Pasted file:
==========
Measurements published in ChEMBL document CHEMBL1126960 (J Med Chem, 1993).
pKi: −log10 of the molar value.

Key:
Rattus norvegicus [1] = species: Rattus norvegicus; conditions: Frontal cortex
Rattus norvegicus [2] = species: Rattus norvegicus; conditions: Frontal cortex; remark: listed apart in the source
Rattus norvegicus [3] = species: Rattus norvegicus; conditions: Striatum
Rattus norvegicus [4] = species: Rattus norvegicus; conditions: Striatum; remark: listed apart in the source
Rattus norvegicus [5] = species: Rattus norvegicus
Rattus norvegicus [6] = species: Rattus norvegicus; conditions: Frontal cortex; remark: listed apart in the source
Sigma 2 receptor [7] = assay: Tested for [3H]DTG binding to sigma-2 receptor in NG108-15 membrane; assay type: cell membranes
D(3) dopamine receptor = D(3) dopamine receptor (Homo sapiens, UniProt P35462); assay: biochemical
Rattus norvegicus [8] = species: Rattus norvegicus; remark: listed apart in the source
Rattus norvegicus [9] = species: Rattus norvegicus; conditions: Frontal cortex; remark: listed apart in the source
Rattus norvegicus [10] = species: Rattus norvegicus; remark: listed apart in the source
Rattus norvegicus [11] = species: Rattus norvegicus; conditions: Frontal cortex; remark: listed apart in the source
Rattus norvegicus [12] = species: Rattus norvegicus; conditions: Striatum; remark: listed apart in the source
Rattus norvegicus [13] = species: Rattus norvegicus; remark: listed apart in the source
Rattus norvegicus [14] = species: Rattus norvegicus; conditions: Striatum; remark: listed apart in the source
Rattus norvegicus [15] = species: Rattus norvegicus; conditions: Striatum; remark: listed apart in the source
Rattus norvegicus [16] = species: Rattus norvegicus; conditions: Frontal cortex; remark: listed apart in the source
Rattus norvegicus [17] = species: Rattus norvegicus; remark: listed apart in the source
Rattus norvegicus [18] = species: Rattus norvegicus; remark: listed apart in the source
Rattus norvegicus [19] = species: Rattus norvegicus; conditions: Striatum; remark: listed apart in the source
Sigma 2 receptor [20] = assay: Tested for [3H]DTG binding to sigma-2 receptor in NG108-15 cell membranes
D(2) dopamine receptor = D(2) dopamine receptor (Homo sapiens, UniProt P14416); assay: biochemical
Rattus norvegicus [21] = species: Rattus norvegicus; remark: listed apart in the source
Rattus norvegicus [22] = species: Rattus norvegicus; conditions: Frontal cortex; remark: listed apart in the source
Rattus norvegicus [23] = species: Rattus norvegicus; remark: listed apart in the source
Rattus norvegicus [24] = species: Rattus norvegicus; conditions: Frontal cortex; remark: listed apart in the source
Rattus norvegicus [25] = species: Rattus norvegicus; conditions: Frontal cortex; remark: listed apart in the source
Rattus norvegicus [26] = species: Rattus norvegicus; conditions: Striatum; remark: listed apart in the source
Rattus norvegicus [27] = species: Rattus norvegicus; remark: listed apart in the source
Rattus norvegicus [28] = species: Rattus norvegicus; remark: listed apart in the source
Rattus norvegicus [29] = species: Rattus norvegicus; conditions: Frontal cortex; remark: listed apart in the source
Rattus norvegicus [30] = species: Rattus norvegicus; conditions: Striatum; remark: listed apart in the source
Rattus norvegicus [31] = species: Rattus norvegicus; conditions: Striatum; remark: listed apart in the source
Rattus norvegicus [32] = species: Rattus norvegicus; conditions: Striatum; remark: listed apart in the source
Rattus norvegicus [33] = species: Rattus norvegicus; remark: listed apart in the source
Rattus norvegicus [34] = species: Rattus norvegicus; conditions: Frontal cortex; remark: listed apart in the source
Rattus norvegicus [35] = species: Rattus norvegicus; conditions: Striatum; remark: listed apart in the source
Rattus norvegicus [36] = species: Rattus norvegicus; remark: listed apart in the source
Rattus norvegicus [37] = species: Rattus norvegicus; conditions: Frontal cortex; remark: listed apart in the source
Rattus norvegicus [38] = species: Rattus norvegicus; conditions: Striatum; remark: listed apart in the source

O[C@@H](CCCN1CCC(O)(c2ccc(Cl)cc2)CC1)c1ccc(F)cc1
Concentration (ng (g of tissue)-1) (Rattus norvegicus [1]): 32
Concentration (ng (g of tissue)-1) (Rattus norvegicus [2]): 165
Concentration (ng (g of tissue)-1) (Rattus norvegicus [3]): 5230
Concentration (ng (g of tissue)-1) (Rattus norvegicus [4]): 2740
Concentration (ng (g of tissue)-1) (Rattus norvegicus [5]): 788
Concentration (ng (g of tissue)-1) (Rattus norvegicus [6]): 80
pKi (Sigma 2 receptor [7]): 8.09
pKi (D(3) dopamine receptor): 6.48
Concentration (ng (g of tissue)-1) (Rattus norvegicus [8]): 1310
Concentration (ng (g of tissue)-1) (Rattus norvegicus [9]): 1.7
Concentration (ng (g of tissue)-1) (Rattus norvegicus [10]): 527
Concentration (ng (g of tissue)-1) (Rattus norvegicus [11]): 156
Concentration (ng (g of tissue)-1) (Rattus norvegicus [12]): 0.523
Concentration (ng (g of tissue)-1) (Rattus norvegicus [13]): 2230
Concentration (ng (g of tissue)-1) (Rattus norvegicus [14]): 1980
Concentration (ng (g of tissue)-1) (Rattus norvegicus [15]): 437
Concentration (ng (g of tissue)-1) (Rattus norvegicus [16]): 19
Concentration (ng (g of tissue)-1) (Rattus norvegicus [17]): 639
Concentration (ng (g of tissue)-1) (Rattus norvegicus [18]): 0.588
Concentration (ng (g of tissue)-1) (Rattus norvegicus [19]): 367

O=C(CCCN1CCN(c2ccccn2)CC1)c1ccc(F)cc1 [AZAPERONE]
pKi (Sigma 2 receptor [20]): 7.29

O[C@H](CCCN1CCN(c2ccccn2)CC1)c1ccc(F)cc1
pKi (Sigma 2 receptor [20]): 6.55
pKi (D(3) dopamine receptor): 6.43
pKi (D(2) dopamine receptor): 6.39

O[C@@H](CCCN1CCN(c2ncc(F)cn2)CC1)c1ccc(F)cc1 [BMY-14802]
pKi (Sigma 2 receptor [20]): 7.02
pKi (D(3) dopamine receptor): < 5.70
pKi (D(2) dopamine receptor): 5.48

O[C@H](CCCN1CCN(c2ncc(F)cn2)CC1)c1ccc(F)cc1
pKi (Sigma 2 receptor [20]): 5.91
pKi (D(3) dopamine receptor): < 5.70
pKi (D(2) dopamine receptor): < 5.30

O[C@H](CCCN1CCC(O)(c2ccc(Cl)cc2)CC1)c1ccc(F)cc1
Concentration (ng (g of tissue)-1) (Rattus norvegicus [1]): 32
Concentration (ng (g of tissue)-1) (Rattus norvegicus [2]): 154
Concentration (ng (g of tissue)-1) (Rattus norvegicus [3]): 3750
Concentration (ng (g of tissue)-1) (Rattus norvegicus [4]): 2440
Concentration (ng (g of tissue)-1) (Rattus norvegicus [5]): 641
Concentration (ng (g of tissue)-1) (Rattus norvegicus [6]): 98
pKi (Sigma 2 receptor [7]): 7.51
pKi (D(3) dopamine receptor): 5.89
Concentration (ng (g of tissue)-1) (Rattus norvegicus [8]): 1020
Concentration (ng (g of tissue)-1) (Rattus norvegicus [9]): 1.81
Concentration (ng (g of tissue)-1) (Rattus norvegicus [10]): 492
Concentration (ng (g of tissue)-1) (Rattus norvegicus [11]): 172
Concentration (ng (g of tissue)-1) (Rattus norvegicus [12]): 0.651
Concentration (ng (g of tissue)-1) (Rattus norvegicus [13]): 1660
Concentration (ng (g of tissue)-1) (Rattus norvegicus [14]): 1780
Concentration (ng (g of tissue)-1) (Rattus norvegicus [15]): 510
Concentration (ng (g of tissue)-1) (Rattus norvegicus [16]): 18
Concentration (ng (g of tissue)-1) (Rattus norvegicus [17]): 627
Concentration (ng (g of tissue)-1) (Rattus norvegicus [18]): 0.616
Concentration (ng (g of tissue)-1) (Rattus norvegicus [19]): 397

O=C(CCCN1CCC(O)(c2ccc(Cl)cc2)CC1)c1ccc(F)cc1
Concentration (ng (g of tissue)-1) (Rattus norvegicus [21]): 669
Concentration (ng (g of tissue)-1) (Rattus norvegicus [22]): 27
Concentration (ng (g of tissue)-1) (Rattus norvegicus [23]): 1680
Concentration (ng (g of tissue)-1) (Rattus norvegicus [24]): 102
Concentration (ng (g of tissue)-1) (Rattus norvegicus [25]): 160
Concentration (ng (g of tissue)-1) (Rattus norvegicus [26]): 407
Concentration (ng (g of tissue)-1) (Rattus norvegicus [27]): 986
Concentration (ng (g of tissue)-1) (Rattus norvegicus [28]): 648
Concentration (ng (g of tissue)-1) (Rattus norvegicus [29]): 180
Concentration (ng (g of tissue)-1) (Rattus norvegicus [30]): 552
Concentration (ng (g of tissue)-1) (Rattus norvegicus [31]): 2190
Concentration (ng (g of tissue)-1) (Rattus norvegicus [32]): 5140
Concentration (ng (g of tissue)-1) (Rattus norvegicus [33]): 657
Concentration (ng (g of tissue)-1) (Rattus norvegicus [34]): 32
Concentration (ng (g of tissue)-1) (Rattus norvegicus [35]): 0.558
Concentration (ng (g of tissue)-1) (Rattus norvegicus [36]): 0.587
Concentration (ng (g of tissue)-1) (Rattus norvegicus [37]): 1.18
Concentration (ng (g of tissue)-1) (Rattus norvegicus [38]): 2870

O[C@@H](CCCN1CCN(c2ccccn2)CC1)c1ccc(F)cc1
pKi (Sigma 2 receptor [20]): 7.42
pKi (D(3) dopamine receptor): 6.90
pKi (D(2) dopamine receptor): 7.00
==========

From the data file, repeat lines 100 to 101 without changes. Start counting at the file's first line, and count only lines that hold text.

O=C(CCCN1CCC(O)(c2ccc(Cl)cc2)CC1)c1ccc(F)cc1
Concentration (ng (g of tissue)-1) (Rattus norvegicus [21]): 669